Fast cash but lost respect: Stripping
Sex and Sensibility
Looking through the paper the other day I was baffled by an employment opportunity that guaranteed $1,000 to $5,000 a week. Of course, I found it in the "Adult Employment" section (we all peek sometimes) and it involved working in a massage parlor.
"You're going to be giving happy endings," my friend said upon hearing that I was considering the position. Yet, to be honest, the money was tantalizing. If I could work part-time and make around $3,000 a week I wouldn't have to worry about a thing this semester ... or would I?
The topic of selling one's body to make money has been a subject I'm sure some of you have thought about. From Demi Moore's fantastic debut in "Striptease," the thought of easy money has definately been a topic for discussion. Although never discussed formally in a classroom setting, stripping for money has been a widely speculated topic for generations in the college scene. The debate seems to be if one can make lots of loot in one night is there, and should there be, a line drawn between morals and money?
Two years ago a girlfriend of mine suffered an unexpected travesty, so I moved to Philadelphia to be a friend. I moved into an apartment with two boys, picked up two jobs, and proceeded to make my millions. Of course, living with two boys proved to be a story in itself. I witnessed my first fight, rode my first motorcycle and went to my first strip club in Philadelphia.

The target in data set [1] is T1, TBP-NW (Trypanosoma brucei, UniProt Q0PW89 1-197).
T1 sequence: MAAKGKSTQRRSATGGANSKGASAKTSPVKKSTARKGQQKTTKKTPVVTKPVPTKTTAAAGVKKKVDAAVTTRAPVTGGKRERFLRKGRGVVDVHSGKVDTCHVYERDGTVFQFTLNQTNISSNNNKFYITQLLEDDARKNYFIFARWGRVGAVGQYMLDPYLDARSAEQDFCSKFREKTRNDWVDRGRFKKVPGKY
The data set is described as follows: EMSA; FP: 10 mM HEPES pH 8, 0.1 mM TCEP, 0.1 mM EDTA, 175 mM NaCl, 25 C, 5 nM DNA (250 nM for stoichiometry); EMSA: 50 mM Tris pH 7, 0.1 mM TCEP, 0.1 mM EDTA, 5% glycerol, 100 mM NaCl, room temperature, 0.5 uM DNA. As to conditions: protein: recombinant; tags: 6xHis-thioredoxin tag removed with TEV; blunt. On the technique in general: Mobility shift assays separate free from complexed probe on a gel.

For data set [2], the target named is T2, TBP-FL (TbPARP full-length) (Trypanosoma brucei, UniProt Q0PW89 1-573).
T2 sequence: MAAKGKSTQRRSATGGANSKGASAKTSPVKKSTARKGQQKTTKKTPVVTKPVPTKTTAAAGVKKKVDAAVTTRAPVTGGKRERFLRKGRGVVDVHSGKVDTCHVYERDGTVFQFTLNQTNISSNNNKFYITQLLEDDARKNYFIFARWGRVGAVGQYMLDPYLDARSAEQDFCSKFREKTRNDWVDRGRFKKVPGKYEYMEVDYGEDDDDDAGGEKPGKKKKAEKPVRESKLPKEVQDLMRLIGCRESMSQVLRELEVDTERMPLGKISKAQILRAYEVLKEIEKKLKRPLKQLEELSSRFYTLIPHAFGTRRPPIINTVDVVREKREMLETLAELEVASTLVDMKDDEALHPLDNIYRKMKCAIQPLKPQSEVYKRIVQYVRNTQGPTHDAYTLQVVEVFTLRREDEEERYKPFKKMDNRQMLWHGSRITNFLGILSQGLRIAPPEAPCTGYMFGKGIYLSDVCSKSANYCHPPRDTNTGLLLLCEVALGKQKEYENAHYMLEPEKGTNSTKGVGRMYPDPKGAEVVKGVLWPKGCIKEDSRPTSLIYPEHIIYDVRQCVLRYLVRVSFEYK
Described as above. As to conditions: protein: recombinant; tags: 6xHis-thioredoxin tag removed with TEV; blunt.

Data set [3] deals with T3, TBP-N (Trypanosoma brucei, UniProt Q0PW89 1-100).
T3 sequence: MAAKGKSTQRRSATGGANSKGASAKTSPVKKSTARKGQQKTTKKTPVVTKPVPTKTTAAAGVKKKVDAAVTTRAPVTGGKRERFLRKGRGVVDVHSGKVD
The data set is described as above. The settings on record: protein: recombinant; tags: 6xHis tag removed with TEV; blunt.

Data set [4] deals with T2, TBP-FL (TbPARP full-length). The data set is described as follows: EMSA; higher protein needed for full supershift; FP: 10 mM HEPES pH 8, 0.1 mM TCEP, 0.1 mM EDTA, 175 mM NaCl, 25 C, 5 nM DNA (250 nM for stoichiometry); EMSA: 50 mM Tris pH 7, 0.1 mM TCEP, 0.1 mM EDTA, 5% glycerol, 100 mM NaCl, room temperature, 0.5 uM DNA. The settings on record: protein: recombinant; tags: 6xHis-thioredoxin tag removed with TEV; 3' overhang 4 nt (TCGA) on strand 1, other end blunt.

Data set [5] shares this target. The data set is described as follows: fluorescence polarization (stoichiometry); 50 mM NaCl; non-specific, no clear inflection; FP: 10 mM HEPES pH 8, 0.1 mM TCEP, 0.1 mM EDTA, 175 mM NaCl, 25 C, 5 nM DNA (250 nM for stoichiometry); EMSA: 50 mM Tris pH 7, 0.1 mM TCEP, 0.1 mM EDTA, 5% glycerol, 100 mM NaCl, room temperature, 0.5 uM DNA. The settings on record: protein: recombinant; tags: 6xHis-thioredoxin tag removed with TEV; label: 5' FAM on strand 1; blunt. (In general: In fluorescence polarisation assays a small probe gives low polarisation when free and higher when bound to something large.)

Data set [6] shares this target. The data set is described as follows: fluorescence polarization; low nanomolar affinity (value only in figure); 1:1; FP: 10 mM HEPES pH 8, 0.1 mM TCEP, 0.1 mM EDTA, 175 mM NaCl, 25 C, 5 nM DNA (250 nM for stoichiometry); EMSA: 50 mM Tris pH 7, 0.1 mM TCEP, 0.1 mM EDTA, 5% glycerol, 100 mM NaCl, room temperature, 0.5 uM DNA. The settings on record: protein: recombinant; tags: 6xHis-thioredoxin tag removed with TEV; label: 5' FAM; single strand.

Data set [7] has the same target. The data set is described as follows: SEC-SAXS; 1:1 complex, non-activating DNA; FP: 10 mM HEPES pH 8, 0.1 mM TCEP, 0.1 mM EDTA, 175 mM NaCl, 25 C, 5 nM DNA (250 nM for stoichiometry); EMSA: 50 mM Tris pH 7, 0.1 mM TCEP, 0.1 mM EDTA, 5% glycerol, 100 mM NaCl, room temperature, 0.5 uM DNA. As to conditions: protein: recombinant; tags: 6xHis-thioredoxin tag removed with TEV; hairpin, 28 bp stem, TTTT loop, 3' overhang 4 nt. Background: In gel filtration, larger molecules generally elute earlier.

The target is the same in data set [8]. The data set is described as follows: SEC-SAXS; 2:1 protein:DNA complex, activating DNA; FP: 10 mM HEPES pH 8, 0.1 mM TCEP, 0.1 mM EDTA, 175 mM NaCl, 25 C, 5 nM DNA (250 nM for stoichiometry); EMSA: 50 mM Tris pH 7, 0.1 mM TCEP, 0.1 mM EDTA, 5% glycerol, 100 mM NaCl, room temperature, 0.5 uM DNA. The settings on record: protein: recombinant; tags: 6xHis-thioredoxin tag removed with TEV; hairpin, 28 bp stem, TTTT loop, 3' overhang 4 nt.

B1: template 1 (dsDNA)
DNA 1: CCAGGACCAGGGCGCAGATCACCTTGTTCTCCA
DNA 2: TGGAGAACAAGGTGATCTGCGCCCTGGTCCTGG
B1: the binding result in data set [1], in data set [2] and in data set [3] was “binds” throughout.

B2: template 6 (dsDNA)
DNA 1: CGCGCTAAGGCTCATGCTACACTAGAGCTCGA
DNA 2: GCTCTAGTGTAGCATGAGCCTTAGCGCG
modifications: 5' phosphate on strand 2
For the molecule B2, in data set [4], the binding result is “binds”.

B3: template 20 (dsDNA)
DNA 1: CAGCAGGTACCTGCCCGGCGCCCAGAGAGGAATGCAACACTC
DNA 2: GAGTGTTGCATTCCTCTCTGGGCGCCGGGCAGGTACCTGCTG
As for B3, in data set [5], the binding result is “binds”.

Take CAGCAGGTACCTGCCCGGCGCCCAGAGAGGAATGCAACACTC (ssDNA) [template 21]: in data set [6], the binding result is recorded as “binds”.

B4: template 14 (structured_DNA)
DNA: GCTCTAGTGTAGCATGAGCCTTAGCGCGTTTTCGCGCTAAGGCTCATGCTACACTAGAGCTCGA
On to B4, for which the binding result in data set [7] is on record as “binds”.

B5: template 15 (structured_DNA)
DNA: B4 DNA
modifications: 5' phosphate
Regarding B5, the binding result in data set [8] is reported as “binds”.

My girlfriend came with us, and after four drinks, she decided that she was going to become a stripper. "It's great," she said, "I can make more money than all of you in one night and I don't even have to let them touch me." A couple of days later, after her non-interview, she put on her barely-there bikini and headed off to work. Around 4 a.m. she came home, with over $500 and a big smile on her face. "It wasn't too bad," she said.
Things seemed to be going great for my friend. She was making lots of money and her self-confidence seemed to be on an upward slope. She walked with more of a kick in her step and her general demeanor exemplified someone of great stature. Things progressed as such, until one night the unthinkable happened. A man in her stall didn't follow the rules, and although her bosses were watching her through surveillance cameras, they didn't respond. My friend was lucky enough to break out of the situation and within 30 seconds quit her job.
She had made thousands of dollars in just a couple of weeks, but something had been stolen from her. She had lost her self-respect.
Within the next month I began counseling my friend in more ways than one. Something had been lost from within her. She walked more slowly, with her head down. As I came to find out, things hadn't been too happy within her workplace. She had gotten in a couple of fights with the other women and they told the "newbie" that she'd better not take their business away.